Home Consumer debt Historical study of the credit card default rate in the United States

Historical study of the credit card default rate in the United States


Credit card default rates, as measured by the Federal Reserve Bank of New York for accounts overdue 90 days or more in payments, have fluctuated with economic conditions over the decades, but have peaked history during the financial crisis of the fourth quarter. of 2009 when they reached a staggering rate of 11.0%.In the wake of this grim financial chapter, Americans gradually deleveraged (paid off their credit card balances) for several years, from a brief high of just over $ 1 trillion before the start of the crisis in December 2008 to less than 800 billion dollars in the years that followed. .

According to our research, outstanding card balances have remained relatively stable over the intervening years, but have started to steadily rebuild as the economy slowly rebounded from 2014, reaching $ 975 billion in the fourth quarter of 2020.With increasing credit card balances, default rates began to climb in the middle of the decade, although they are well below the alarming levels seen in the previous decade. However, delinquency rates have dropped dramatically over the past year due to the pandemic.

Key points to remember

  • Americans’ credit card debt and defaults increased between the third quarter of 2016 and the first quarter of 2020 after falling sharply in the years immediately following the financial crisis.
  • Delinquency rates peaked in the fourth quarter of 2009 before falling to their lowest point in the second quarter of 2016.
  • Credit card spending declined for most of 2020 due to the pandemic, and defaults declined as a result for most of the year.

Card failures decreased during the pandemic

Contrary to the upward trend in the delinquency rate in recent years, which began to strengthen in mid-2016 after reaching a low of 3.5%, the latest data from the Federal Reserve shows that the delinquency rate Overall delinquency declined from the first quarter of 2020, when it stood at 5.3% and ended the year at 4.1% (probably due to the decrease in spending by card for things such as travel and entertainment during the pandemic).

Older Americans experienced the lowest delinquency rates

The recent trend reversal in the percentage of accounts considered seriously overdue is encouraging news for U.S. consumers, given that credit card defaults can have an extremely damaging effect on personal credit scores as they he payment history accounts for over a third of FICO scores. Based on the age cohort, however, it is evident that different age groups experienced varying rates of delinquency, largely favoring increasingly older Americans depending on the degree of severity. The lowest delinquency rates since 2000 were in the 60-69 age group. Notably, those over 70 had slightly higher delinquency rates than the next cohort of younger baby boomers, possibly due to the inability to pay unforeseen medical bills or the inflexibility of living. with a fixed income in retirement.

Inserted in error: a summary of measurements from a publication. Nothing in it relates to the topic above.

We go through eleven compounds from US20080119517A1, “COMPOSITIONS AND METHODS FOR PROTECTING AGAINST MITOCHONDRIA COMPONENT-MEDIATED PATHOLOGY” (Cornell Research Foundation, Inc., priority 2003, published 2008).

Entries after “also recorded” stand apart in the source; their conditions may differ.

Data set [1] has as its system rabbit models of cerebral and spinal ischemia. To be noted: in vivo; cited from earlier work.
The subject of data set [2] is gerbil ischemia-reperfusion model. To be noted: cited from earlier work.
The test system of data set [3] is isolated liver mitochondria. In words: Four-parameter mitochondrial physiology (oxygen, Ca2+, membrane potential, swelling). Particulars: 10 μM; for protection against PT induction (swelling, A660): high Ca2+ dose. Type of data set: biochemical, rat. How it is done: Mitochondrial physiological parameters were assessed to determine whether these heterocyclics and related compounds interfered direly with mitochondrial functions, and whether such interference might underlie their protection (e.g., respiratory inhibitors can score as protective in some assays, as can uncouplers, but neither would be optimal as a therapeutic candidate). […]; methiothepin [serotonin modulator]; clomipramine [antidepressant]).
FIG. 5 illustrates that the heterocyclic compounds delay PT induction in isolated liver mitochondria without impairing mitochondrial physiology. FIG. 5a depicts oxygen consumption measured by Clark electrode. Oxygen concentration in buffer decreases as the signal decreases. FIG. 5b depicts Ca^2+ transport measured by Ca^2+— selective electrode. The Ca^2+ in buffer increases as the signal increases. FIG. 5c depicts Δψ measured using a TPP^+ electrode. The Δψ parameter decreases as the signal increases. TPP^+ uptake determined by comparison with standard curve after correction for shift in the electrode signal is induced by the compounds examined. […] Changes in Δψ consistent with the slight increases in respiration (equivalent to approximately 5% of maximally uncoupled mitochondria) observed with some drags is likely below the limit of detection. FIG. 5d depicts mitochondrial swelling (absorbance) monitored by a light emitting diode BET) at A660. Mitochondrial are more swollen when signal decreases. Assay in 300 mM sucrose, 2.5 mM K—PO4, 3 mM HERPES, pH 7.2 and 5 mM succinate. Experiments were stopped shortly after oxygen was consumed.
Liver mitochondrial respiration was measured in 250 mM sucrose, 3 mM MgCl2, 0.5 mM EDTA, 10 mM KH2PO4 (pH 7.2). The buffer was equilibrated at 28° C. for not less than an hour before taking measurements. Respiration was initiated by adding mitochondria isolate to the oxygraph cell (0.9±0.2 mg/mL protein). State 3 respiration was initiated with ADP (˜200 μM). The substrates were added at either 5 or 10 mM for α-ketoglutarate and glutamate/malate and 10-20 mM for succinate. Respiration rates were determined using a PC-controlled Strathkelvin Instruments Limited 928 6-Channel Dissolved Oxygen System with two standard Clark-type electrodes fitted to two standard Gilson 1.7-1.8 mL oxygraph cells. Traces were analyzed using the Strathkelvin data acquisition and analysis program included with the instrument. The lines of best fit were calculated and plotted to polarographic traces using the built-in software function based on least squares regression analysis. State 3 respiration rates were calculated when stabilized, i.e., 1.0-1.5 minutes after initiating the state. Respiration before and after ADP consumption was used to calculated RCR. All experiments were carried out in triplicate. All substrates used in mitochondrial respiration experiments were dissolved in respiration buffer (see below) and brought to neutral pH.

Young adults have been disproportionately affected

Not surprisingly, given the lower income rates, the youngest cohort has consistently experienced the highest credit card default rates over time, with their all-time peak occurring several times over. years before the financial crisis, in the fourth quarter of 2002 to 14.5%. While maintaining delinquency rates well above other age groups over the past two decades, 18-29 year olds saw the biggest decline in 2020, encouragingly, from 9.2% to the first quarter to 5.7% in the fourth quarter. Young adults likely have a higher proportion of travel and entertainment spending that has been blunted by COVID-19 restrictions over much of 2020.

Final result

While overall credit card defaults have remained well below levels recorded a decade ago, their percentage increase in total outstanding balances between 2016 and 2019 is a worrying symptom of consumers living above them. of their means, perhaps using credit cards as an extension of their income to make ends meet, or exhausting themselves buying goods and services they cannot afford to pay off immediately. The dramatic drop in severely overdue accounts in 2020, while encouraging, is however likely a temporary result of discretionary spending displaced by the pandemic. Hopefully a reborn economy following large-scale vaccinations will improve the financial situation of consumers and allow for better long-term debt service trends as bad credit card balances likely increase.


Historical credit card default rates in the United States were compiled in total and by age cohort by the Center for Microeconomic Data at the Federal Reserve Bank of New York and referred to a statistically significant sample of accounts in past due for 90 days or more, as reported by the credit reporting company Experian.